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Photodynamic therapy with cryotherapy for endobronchial typical carcinoid

Open AccessPublished:April 22, 2022DOI:https://doi.org/10.1016/j.xjtc.2022.04.018
      Figure thumbnail fx1
      Endobronchial typical carcinoid tumor after PDT.
      PDT in endobronchial typical carcinoid is an effective technique in the thoracic surgeon's armamentarium that is underused in patients unable to undergo resection or require extensive operations.
      See Commentaries on pages 164 and 165.
      Photodynamic therapy (PDT) is a seldom-reported application for endobronchial typical carcinoid (TC).
      • Downie G.H.
      • Qureshi A.
      Endobronchial ablation of typical carcinoid tumor with photodynamic therapy.
      • Loewen G.
      • Cerfolio R.
      • Bryant A.
      • Pettiford B.
      • Roundy T.
      • Skabla P.
      • et al.
      Photodynamic therapy for patients with endobronchial carcinoid.
      • Moghissi K.
      • Dixon K.
      • Gibbins S.
      Photodynamic therapy for bronchial carcinoid tumours: complete response over a 10-year follow-up.
      • Kurman J.S.
      • Pastis N.J.
      • Murgu S.D.
      Photodynamic therapy and its use in lung disease.
      Although surgical resection is the mainstay of treatment, some patients may not be candidates or require extensive operations. Consequently, the authors describe their PDT experience in 2 patients (Video 1). Patient consent for publication was obtained.

      Methods

      Patient Selection

      Patient 1 was a 65-year-old female with a 2-cm mass emanating from the left upper lobe bronchus and obstructing the mainstem bronchus (Figure 1, A and B). Patient 2 was a 70-year-old female with a 1.7-cm left mainstem pedunculated mass located at the bifurcation of the secondary carina (Figure 1, C). Biopsies revealed TC. Endobronchial ultrasound yielded negative lymph nodes.
      Figure thumbnail gr1
      Figure 1A, Typical carcinoid tumor originating from the left upper lobe bronchus (patient 1). B, Computed tomography of the chest demonstrating left upper lobe tumor extending into the proximal left mainstem bronchus (patient 1). C, Typical carcinoid tumor obstructing the left mainstem bronchus (patient 2).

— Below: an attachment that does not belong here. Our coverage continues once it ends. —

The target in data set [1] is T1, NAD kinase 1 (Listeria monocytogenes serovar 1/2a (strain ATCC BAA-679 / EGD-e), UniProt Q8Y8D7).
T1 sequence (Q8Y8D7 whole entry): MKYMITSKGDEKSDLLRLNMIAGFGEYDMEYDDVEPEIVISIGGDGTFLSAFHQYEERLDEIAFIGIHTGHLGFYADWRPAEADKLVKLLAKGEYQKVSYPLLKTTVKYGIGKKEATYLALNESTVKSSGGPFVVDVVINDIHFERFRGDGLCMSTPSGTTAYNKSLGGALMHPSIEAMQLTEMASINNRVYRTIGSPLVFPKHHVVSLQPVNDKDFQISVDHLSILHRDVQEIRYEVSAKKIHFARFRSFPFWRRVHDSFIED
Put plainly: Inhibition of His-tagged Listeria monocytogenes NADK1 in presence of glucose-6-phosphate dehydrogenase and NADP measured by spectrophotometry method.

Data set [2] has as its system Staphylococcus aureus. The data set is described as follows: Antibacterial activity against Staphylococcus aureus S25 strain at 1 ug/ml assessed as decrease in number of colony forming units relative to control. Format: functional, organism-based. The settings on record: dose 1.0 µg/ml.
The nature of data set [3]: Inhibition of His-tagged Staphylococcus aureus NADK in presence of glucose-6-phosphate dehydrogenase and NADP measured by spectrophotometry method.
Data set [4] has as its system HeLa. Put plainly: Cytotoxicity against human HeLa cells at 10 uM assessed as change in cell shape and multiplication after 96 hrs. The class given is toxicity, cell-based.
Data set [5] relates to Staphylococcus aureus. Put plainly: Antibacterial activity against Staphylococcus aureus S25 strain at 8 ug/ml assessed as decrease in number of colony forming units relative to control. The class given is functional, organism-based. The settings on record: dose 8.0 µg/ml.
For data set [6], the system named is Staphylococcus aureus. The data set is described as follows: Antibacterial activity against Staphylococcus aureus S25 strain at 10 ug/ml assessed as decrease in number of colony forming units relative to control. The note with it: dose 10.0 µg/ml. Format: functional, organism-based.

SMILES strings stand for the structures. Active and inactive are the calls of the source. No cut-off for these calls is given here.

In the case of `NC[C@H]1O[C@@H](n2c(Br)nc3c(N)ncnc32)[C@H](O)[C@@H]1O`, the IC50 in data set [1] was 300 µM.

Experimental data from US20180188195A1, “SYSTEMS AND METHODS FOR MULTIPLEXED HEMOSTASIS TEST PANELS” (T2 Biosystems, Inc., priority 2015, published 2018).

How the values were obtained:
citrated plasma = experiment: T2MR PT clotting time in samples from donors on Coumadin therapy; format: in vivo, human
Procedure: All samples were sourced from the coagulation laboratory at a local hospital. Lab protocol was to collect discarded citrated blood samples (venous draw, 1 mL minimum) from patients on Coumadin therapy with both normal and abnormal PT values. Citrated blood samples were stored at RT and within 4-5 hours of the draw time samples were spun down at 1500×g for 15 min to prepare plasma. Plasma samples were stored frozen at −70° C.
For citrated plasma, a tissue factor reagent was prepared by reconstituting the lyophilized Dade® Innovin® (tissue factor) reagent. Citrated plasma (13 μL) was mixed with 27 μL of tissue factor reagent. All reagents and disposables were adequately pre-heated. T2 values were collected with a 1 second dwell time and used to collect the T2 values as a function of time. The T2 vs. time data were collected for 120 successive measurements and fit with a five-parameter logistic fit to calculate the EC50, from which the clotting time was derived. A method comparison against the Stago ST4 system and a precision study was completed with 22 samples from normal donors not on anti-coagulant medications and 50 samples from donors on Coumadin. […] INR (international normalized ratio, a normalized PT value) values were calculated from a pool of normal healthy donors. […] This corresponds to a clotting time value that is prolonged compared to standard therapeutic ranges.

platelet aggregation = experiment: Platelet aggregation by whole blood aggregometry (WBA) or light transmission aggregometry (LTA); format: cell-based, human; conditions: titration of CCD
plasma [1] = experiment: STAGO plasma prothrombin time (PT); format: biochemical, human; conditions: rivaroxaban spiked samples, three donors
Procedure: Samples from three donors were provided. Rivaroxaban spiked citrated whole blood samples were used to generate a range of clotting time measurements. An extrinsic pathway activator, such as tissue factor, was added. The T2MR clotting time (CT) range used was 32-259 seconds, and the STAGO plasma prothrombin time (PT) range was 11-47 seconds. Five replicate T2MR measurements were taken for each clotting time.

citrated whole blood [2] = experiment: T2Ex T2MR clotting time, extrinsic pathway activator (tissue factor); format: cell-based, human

Patients with purely intraluminal central TC measuring less than 2 cm, chest computed tomography (CT) without bronchial wall or lymph node invasion, and a negative mediastinum as staged by endobronchial ultrasound are ideal candidates for PDT. PDT is beneficial in patients who may require debulking to reduce the extent of planned resection (patient 1) or have an anatomically unfavorable tumor for bronchoplasty and abnormal pulmonary function making pneumonectomy high-risk (patient 2).

      Treatment Protocol

      Porfimer sodium 2 mg/kg is injected intravenously 48 to 72 hours before light exposure. Following the first PDT session, the patient is admitted to the hospital. Bronchoscopic reassessment with debridement to clear necrotic debris and illumination is done 2 and 4 days’ post first light illumination. Follow-up bronchoscopic examination is performed at 1 month. Endobronchial tumors are initially illuminated with 200 J/cm via insertion of the diffuser fiber through the working channel of the flexible fiberoptic bronchoscope.

      Adverse Reactions Profile

      Adverse reactions may include dyspnea, photosensitivity reaction, hemoptysis, pyrexia, cough, and pneumonia. Patients are advised to avoid exposure of skin and eyes to direct sunlight or bright indoor lights for at least 30 days. Due to potential for bronchial obstruction from tumor necrosis, we performed radiographs of the chest during admission.

      Technique

      Patient 1 received 200 J/cm interstitially and 100 J/cm to the tumor adjacent on both sides using a 2.5-cm diffuser fiber on Monday. The tumor was then illuminated with a power setting of 400 mw/cm for a dose of 200 J/cm with a 1.5-cm diffuser fiber for 500 seconds on Wednesday and Friday. The lesion was debrided with cryotherapy and following this, the main bronchi were visible. One week later, the patient underwent additional debridement and illumination with 100 J/cm for 250 seconds and following this, the left upper lobe segmental bronchi were patent. The 1-month bronchoscopy demonstrated complete airway patency.